43 year-old Juliet Muthoni is a vegetable vendor in her hometown in Nyeri County. She is a mother of three children aged between 5 years and 15 years. Her dream to bring to life her fourth child in April 2015 is however a painful memory etched deep in her heart.
It all began on the night that she went into labor, at nine months pregnant. Even though she was mentally prepared for the baby’s arrival, she hadn’t anticipated that her labor to come at night. The time was 9pm.
Juliet’s house was a considerable distance away from the main road and with no public means to get her to hospital at that late hour, she began to panic. Thankfully, her older sister lived nearby and together, they decided to brave the difficult and risky walk through the dark bushes, hoping they would get to hospital before the baby arrived. Thus they began the eight-kilometer trek to the main road, where they hoped they would get a lift from a Good Samaritan to the hospital.
The time then was 11pm and slowly, the two women walked through the dangerous thicket, hopeful that they would not meet gangsters or at worst, wild animals.
“We live right next to the Aberdare forest and often, wild animals stray into our farms. Our paths only illuminated by our small mobile phones. Even though we were very scared, all we could do was pray and hope for the best,” she remembers.
After a walk of about 30 minutes, Juliet told her sister that she could walk no more. She was too exhausted.
“My sister then spread a lesso on the grass and asked me to sit down. I said my last prayers because I was sure that I was going to die. I felt horrible, because I would leave my young children parentless. However, my sister kept praying and telling me to be strong.”
After laboring for hours in the dark, cold night, an exasperated Juliet eventually delivered her baby with the assistance of her sister.
“My sister had thankfully carried a razor blade and a string, which she used for the delivery. The only light she had for the childbirth was the dim light from our mobile phones. Sadly, my baby – a boy, was already dead,” a mournful Juliet remembers.
After the birth, Juliet became cold and started shivering. She was also bleeding heavily.
“As I lay there, I wasn’t sure if I was alive or dead as I kept drifting in and out of consciousness. By the grace of God, 6am found me alive and at once we saw light, we slowly walked the remainder of the journey –about 6 kilometers to the main road where we stopped the first vehicle that passed,” Juliet remembers.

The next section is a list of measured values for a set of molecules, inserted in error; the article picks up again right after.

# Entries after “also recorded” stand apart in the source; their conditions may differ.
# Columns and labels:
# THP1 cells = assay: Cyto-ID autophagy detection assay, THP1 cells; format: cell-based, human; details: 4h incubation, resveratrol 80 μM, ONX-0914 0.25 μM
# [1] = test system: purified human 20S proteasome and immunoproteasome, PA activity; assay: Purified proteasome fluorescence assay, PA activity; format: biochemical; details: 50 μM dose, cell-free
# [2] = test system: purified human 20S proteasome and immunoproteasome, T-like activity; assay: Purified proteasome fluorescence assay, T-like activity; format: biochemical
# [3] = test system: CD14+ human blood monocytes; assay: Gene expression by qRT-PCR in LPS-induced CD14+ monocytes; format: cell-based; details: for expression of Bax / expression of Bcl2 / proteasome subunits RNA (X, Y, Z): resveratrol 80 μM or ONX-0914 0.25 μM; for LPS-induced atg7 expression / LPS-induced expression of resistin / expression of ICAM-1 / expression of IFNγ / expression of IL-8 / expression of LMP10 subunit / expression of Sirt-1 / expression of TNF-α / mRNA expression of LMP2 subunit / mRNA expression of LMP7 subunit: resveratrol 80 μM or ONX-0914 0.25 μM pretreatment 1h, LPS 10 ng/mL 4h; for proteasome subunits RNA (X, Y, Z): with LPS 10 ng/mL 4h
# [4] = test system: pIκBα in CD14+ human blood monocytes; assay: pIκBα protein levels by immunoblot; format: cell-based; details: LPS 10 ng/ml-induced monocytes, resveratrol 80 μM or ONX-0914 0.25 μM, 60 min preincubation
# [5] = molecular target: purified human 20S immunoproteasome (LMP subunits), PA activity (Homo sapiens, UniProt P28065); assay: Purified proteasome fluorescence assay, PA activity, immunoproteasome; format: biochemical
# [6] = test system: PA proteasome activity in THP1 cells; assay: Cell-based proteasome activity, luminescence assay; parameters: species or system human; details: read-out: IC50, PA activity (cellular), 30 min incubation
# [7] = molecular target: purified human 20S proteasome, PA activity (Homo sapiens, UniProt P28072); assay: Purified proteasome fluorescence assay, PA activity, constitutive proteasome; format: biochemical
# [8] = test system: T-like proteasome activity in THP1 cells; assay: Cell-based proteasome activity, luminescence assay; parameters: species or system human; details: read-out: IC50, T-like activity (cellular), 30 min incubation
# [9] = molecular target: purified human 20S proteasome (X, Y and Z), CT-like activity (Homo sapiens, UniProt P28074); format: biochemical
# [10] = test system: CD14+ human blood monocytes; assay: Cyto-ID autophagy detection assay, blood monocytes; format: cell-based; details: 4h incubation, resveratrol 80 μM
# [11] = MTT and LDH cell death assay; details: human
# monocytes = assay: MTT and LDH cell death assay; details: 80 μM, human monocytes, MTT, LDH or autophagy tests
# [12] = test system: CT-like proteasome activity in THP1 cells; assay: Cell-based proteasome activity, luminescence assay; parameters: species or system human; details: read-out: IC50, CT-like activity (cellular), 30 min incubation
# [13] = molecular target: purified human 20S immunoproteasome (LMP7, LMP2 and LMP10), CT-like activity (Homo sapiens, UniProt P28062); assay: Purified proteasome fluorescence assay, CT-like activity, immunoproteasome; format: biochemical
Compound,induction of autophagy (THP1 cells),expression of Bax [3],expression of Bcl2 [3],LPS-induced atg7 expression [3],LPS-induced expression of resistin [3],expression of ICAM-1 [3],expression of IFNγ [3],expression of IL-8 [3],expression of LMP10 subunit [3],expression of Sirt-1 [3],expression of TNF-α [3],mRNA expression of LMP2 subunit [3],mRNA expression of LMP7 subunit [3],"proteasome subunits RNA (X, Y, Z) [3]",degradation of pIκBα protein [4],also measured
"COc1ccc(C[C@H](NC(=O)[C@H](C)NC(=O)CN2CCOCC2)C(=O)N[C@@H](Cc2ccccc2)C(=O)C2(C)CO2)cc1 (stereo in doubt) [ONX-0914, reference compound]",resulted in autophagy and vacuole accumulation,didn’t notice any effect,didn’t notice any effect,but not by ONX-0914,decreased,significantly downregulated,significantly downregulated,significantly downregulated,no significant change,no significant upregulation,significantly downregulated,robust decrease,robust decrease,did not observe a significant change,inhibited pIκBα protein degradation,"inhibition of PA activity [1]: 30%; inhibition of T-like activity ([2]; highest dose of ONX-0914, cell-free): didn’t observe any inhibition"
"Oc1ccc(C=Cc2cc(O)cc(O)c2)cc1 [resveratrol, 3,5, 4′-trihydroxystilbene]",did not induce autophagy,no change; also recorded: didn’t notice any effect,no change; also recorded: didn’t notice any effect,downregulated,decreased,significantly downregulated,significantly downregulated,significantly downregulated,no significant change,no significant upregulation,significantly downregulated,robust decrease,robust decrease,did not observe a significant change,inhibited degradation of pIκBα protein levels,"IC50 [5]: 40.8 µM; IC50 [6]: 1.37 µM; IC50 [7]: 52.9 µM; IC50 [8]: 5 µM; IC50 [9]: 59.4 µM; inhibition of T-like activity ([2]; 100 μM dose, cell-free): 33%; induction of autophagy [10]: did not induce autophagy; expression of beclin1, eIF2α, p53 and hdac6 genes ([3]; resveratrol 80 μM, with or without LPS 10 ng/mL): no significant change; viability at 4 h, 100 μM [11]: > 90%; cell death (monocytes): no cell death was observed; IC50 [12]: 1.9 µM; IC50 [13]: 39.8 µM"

At the hospital, Juliet would be admitted for a week. During this time though, she noticed that her urine would freely flow, and hard as she tried to stop it, she just could not. The doctors informed her that she needed to undergo some tests to determine the nature of her problem, and referred her to a private hospital.
When she went there, she was informed that the tests would cost Sh13,000 –money she could not afford. She accepted that her new life would be all about leaking urine.
One day, she and her sisters were seated together listening to a radio broadcast, when they heard something interesting.
“It was an announcement calling all women who leaked either urine or faeces –or both, to attend a free fistula camp at the Kenyatta National Hospital in Nairobi. We could not believe our ears. I immediately travelled to Nairobi. That was in June 2015.”
Juliet underwent the free surgery and upon discharge, she boarded a matatu back to Nyeri.
“The matatu ride was rough and difficult, as I kept being thrown up and down. I was in so much pain from the fresh surgery and was relieved at the end of the two-and-a-half-hour journey.
Unfortunately, a few weeks later, she realized that she was back to the leaking urine problem.
One year later, in July 2016, she once again attended the free fistula camp sponsored by the Flying Doctors Society of Africa and the Freedom from Fistula Foundation. This time round, she planned to avoid travelling back to Nyeri immediately after discharge, until she was sure she had the doctor’s approval.
“I thank all the people who have made this surgery people, because my dignity has been restored and now I can carry on with my business –which had greatly suffered because of the fistula. I will now focus on raising my children again,” she says.